“So I watched my daughter (Jensen) play and was fine with that. I had my shoulder done in 2019 and lost use of my left arm (because of a crushed radial nerve) in 2021.
“It’s hard for me to come back to this knowing how good I used to be. Jensen said the other day when we were (preparing), ‘You don’t look like you played at a high level.’”
Oh, but she did.
Gibbs was a three-time Ohio Heartland Conference Player of the Year for Lexington before continuing her career at the University of Cincinnati, where she was Scholar-Athlete of the Year her senior year. She won juniors titles in the News Journal and was also a finalist in women’s singles in 1995, losing to threepeat champ Sue Beathler.
Now it’s Jensen’s turn to excel. She placed sixth in singles in her high school state tournament last season as a sophomore.
“I used to play basketball and I was a swimmer, but now it’s just tennis,” she said. “I guess it’s because my whole family played it, really, and I can be competitive.”
Even though she and her cousin, Mason Harris, lost in Friday’s quarterfinals, she considered the evening a success for two reasons.
“I didn’t get hit in the head (by him) like last time we played together,” she said, “and we didn’t kill each other.”
Mason and Jensen have taken part in college tennis exposure camps and combines in hopes of playing at the next level. Mason will be a senior this year at Cranston West High School just outside of Providence, Rhode Island. His brother, Jackson, also played there and helped his team reach the state finals as a freshman.
Both brothers want to follow in their father’s footsteps, in some capacity. Jay Harris is a general manager and tennis director for Sportime New York, a group of clubs that are home to the John McEnroe Tennis Academy.
His sons are both teaching tennis this summer at Agawam Hunt Country Club in Providence, where Harris spent time as head men’s coach at Brown University.
“I was teaching little kids on and off at camps my dad would run, so I’ve been teaching for awhile,” Mason said. “But this is the first time it’s like a real, 30 hours a week, job. I definitely want to coach.”
Jackson will be a senior this year at Johnson & Wales University in Providence.
“I want to do something a little different (than my dad), but I definitely want to be around tennis, maybe more country club-sided,” he said. “It all depends on where life takes me.”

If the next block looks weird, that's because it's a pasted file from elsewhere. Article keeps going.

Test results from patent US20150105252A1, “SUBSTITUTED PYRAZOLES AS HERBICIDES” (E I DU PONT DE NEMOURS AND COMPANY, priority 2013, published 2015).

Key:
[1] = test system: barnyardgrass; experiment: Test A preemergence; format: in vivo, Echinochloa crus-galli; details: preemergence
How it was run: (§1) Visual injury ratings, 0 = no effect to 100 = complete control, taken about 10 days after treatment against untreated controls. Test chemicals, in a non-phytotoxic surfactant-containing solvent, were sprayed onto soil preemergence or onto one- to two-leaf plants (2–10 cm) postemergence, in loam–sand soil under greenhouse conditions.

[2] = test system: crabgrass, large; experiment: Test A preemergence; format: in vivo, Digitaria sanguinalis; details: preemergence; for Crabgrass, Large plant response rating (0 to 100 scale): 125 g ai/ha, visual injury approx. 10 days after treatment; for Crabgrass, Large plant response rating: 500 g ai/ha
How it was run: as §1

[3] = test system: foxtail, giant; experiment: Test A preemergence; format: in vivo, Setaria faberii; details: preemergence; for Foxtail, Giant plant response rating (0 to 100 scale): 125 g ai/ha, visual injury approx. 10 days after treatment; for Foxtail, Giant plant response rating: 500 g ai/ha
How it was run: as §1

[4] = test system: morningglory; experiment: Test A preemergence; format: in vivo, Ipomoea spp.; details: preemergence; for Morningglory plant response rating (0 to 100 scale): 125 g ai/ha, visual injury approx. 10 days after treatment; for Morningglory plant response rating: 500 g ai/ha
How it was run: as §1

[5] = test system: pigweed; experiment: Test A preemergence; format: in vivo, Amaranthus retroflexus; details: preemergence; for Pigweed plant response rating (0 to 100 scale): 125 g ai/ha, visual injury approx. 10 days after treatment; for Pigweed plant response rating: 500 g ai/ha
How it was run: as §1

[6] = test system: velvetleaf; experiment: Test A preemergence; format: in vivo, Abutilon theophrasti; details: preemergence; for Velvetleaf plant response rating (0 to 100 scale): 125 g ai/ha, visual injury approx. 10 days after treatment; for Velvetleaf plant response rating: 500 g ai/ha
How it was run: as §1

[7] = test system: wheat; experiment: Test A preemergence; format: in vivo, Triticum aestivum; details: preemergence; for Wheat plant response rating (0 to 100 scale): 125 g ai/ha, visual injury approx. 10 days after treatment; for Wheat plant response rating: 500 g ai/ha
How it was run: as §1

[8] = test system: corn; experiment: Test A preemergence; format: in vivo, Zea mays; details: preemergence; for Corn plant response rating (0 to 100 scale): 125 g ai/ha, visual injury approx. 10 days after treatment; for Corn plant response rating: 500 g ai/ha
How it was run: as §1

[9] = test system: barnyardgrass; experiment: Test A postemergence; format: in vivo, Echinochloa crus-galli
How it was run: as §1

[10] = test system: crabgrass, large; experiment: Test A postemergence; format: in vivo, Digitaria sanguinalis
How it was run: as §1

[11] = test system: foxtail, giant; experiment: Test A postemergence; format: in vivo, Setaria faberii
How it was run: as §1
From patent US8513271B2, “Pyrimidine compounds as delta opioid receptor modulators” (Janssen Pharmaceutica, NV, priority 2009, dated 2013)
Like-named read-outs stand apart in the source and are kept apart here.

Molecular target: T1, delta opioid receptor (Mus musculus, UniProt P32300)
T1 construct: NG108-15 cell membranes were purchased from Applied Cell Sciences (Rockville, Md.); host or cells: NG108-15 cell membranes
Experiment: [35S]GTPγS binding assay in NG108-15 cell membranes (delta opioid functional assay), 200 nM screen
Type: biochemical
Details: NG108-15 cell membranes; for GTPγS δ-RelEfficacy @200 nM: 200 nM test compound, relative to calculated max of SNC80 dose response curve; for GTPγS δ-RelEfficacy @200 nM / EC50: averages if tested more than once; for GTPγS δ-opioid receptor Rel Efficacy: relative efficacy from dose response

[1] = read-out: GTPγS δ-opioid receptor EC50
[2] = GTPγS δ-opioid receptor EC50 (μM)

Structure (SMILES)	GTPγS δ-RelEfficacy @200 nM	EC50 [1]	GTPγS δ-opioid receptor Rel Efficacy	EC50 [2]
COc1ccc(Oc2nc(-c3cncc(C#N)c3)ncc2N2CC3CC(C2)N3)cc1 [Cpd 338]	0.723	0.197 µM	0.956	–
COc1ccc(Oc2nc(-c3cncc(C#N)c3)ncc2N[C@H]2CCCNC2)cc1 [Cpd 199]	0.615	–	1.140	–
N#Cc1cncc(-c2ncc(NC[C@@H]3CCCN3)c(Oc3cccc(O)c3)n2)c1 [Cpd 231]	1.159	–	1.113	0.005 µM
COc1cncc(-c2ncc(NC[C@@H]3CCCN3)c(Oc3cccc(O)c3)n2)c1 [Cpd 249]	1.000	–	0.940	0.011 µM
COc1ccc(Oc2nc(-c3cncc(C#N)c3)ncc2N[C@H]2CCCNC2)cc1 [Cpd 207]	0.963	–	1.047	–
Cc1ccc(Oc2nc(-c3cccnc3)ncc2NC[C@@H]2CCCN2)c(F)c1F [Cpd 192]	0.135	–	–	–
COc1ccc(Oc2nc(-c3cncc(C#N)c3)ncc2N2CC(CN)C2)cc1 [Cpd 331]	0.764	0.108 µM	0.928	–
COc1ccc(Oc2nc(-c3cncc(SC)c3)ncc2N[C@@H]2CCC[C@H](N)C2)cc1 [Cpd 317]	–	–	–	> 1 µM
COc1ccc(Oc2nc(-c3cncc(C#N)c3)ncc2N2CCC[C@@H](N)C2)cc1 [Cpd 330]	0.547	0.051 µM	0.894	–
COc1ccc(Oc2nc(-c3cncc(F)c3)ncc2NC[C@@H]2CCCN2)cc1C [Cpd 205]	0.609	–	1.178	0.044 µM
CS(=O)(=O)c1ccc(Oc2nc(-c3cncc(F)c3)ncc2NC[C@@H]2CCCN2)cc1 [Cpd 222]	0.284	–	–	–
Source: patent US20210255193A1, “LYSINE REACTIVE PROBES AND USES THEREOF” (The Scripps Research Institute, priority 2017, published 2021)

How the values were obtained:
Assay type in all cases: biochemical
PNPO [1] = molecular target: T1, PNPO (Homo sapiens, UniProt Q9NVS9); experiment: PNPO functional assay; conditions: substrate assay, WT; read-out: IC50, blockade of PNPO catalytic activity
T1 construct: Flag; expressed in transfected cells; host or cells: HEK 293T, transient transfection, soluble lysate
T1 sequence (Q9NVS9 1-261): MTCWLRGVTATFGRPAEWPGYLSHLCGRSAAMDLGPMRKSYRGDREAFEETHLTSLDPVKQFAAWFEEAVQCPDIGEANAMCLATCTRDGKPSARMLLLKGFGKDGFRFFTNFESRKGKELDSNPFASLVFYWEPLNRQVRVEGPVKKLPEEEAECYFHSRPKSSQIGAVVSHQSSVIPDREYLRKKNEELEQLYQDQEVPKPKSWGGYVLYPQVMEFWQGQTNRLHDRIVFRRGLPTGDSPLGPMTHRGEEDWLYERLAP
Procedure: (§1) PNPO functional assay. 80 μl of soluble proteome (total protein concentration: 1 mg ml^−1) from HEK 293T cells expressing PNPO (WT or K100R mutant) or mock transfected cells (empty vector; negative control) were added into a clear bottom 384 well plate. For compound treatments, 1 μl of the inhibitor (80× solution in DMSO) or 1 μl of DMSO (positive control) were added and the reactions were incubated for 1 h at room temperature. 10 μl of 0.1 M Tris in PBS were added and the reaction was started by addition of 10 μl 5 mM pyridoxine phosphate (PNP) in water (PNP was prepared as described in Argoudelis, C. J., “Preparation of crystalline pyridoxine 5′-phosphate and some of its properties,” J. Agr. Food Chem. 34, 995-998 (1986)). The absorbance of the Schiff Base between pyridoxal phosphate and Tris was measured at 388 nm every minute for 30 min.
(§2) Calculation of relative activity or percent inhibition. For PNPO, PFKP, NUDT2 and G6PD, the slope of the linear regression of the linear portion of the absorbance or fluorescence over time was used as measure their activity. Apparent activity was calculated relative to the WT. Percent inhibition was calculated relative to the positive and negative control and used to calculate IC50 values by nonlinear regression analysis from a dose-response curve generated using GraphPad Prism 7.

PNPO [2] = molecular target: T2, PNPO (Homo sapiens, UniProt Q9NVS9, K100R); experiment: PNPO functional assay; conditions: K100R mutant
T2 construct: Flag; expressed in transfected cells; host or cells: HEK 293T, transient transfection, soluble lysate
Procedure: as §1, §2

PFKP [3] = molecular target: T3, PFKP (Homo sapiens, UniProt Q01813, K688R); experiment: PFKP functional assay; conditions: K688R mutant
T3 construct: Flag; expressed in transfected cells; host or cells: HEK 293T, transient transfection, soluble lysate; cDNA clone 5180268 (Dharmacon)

Cole Gibbs only played this weekend because he knows how important this tournament is to his family. He played basketball all four years in high school and is now a manager for the Cornhuskers’ men’s team.
He’s excited about all of the expansion taking place in the Big Ten, especially with USC and UCLA beginning to compete in the league in the 2024-25 school year.
“It’s definitely going to be fun making those trips (to the West Coast),” Cole said.
It will certainly top that awkward home game last January when the Huskers beat Ohio State 63-60. Gibbs was behind the bench and his mom, a diehard Buckeye fan, was in the Nebraska cheering section wearing red. And not Nebraska red.
“My mom didn’t wear any Nebraska (gear),” Cole said. “She just wore red and said she was neutral, but she was definitely rooting for Ohio State.”
It wasn’t the first time Cole and his mom didn’t see eye-to-eye. He never expressed much interest in tennis. He preferred basketball and even baseball because of his dad, who played in the Cincinnati Reds’ farm system.
“My dad plays tennis like he plays baseball,” Cole cracked. “He just tries to hit the ball over the fence.”
Cole, like his cousins, wants to get into coaching. He had a chance to start by tutoring his mixed doubles partner.
Emma Westbrook, who has a soccer background, picked up a racket for the first time – ever– to play in this tournament with Cole.
“I only cried three times,” she joked. “I wanted to quit halfway through the first game.”
One of Jay Harris’ dogs might have had to step in. Except they didn’t seem too interested in even chasing balls.
If You Go
Here’s the weekend schedule for the 90th News Journal Tennis Tournament, with matches set for either Lakewood Racquet Club or the Lexington High School courts:
Saturday: The round of 32 men’s singles matches starts at 9:30 a.m. and the women’s draw begins at 11 a.m. Doubles matches to follow.
The 90th News Journal Tournament birthday celebration from 6:30-9 p.m. at Lakewood.
Sunday: The singles quarterfinals and semifinal matches. Doubles semifinals and finals to follow.
Monday: The men’s and women’s singles championship matches at 6 p.m.
This article originally appeared on Mansfield News Journal: Family affair: Mixed doubles in the NJ tourney feels like a Harris reunion